Idiot damn stupidity

No doubt, unless it was a coded message to his own four children, David Mowat, the junior health minister, meant well last week when he floated a proposal that “we start thinking as a society about how we deal with the care of our own parents”.

Around six months into the job, it has occurred to the primary care minister, he told the communities and local government committee, that a less formal set-up might work wonders. “One thing that has always struck me as I have been doing this role,” he said, “is that nobody ever questions the fact that we look after our children. That is obvious and nobody ever says that is a caring responsibility; it is just what you do.”

Perhaps he has yet to learn about the work, not only of social services and family courts, but of the often unfairly maligned Child Support Agency, created precisely because of the hundreds of thousands of parents, from all kinds of backgrounds, who reject their obligations. In those cases, the state can prove, dismaying though this is to accept, more responsible than an absent parent.

It doesn’t seem to occur to an Observer columnist that the CSA is the arm of the State which insists that people do meet their responsibilities to their children.

The new government wheeze to avoid its obligations is to suggest that children bear the burden, not the state

Well, yes, why not?

23 comments on “Idiot damn stupidity

  1. The left helped to piss on marriage and a sense of responsibility for peoples own actions.

    And then boasts about a pack of pricks like the CSA who are notorious for hounding those they can make easy targets of and being largely useless against real-beats.

    The Cult of the State helps breed a society of the feckless and then its “more power needed for the State” to solve the problems the state and socialism have created. An old and by now very tired refrain.

    Those with good incomes should indeed look after their parents. Unfortunately there are many “families” who have little love and are more akin to a collection of turds who just happen to be floating in the same pot.

  2. Round here children do look after their elderly neighbours. The problem is that many of those children are retired and elderly themselves and find it hard to cope. One of my retired neighbours spent Christmas visiting her father who still lives at home and her mother who is in a care home because her father can’t cope with looking after her.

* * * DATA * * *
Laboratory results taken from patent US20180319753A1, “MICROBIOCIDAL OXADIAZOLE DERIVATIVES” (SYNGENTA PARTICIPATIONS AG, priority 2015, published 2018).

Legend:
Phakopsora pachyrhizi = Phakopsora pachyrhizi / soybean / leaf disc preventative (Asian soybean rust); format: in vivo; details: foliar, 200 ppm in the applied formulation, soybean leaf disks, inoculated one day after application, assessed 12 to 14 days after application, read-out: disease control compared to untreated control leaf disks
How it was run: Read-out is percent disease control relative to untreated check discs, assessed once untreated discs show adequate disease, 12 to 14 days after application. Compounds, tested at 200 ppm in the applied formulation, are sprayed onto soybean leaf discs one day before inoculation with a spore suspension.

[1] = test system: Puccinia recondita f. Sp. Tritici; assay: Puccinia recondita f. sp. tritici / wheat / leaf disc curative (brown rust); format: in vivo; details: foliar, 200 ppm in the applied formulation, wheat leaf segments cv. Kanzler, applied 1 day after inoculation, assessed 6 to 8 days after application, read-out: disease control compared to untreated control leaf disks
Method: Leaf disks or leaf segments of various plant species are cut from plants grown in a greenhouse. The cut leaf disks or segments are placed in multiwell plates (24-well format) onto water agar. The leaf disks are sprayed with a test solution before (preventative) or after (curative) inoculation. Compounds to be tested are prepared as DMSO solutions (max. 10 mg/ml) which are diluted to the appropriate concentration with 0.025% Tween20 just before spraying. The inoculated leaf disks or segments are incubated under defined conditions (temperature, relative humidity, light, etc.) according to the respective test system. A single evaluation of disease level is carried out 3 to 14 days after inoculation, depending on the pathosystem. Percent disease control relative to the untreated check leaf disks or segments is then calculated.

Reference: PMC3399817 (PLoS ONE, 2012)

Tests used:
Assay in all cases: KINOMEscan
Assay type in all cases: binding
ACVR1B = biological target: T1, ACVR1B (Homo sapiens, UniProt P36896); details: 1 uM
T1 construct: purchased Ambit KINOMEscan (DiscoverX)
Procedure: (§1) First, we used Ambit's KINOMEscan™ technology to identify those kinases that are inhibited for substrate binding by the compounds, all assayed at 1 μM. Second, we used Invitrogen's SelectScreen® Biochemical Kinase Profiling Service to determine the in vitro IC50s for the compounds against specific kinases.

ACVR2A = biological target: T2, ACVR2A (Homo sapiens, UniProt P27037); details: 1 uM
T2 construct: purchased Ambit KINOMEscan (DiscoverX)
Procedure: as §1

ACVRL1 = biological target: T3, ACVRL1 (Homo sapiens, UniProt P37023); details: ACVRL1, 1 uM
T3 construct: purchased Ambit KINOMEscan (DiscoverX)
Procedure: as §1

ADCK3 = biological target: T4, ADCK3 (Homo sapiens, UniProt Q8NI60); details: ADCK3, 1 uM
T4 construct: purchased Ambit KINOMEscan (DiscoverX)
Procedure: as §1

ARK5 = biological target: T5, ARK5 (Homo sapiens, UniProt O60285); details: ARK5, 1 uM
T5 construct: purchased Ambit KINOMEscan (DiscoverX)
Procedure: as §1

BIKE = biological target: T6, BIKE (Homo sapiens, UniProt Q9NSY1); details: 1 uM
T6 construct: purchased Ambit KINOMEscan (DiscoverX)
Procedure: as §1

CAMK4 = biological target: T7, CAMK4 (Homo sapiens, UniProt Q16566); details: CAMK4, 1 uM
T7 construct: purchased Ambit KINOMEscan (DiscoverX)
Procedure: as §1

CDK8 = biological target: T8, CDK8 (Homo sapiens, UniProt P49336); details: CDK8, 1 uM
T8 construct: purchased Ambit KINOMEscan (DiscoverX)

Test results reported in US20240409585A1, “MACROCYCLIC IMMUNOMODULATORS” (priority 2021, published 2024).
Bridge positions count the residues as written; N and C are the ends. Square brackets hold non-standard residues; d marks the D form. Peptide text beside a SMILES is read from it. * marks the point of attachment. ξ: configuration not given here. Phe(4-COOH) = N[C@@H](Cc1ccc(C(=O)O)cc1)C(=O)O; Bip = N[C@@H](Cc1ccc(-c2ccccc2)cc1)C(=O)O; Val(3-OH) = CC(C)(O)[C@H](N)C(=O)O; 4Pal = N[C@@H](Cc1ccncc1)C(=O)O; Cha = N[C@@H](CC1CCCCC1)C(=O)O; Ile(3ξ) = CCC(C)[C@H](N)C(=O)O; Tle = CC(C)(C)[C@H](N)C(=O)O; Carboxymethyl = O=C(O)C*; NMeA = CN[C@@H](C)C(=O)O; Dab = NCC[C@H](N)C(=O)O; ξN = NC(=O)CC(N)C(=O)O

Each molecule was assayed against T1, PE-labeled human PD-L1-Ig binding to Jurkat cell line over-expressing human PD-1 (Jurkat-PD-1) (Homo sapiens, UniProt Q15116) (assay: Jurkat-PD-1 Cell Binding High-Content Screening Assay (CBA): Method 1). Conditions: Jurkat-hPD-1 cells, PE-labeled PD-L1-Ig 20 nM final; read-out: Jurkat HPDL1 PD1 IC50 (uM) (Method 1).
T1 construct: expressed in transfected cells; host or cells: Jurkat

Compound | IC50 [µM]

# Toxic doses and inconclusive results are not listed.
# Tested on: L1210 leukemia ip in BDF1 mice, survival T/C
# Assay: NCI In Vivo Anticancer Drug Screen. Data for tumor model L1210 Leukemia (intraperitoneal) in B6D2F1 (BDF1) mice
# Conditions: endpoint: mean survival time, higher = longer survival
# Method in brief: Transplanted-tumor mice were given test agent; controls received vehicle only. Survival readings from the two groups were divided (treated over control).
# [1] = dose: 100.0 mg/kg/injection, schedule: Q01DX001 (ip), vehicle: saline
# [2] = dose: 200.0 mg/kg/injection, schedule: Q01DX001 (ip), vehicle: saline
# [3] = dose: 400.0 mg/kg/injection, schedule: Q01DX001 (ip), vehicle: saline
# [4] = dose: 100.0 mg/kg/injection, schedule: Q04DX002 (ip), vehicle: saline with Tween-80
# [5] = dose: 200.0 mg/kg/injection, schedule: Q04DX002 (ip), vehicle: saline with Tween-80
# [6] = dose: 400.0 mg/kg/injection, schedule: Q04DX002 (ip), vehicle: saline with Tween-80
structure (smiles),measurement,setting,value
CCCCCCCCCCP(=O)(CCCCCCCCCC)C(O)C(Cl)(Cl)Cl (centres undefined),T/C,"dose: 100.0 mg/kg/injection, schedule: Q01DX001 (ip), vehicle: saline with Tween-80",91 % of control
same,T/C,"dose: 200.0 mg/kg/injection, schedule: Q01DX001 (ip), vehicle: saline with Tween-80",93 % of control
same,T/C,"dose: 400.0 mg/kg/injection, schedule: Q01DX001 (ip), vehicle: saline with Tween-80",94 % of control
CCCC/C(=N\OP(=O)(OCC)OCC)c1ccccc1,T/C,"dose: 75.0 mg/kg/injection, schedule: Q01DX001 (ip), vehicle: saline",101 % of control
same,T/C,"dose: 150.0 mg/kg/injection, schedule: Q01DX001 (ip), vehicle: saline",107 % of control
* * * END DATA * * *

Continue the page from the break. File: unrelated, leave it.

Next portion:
3. The idea that you will be dependent upon your sprogs in old age, would greatly alter child rearing practices in a selfinterested attempt to raise sensible responsible caring people. If the state’s going to care for you, there’s no point in civilising your children.

  4. What Mr Ecks said, in spades. And the CSA has been about as competent as any other civil serpent organisation, which is to say, not much…

  5. I have no kids.

    Out of the blue, no prior checks with me, the CSA set debt collectors on my case for thousands in unpaid child support.

    I complained and they promised a letter of apology.

    No apology.

    I complained again. They denied all knowledge and said the unique case reference I passed them did not exist.

  6. They tax you to buggery to pay for welfare for folks you’ve never met and have no duty toward.

    It takes longer to save up for a mortgage and start a family. Mum and Dad are pensioners by the time you’ve made a start on either.

    Then they complain you don’t look after your parents.

  7. “Needs a big house if you are going to have three generations running around in it. Who can afford that?”

    Well for a starter if Granny isn’t going into a home, then all her house equity/savings are on the table to help fund a bigger house. Then if the kids stay at home they’re working too so you’ve got more income coming into the pot to fund a large house purchase. And once the house is paid for it would run on a generation in/generation out basis. It would be a sort of social insurance scheme in miniature.

    And we’re back to the 70s lifestyle thing again – having multiple families crammed into one house was the way things were until only the last few decades, the idea everyone gets a house and space of their own from early adulthood is relatively new.

  8. The CSA didn’t target the easy targets, they were just the ones who you knew where they lived and worked.
    The ones that were not the easy targets were such as ‘he owned a red Ford car with brown fake fur seat covers 12 years ago and his name was Paul’.
    Want to try tracking down Paul?

  9. “The CSA didn’t target the easy targets, they were just the ones who you knew where they lived and worked.”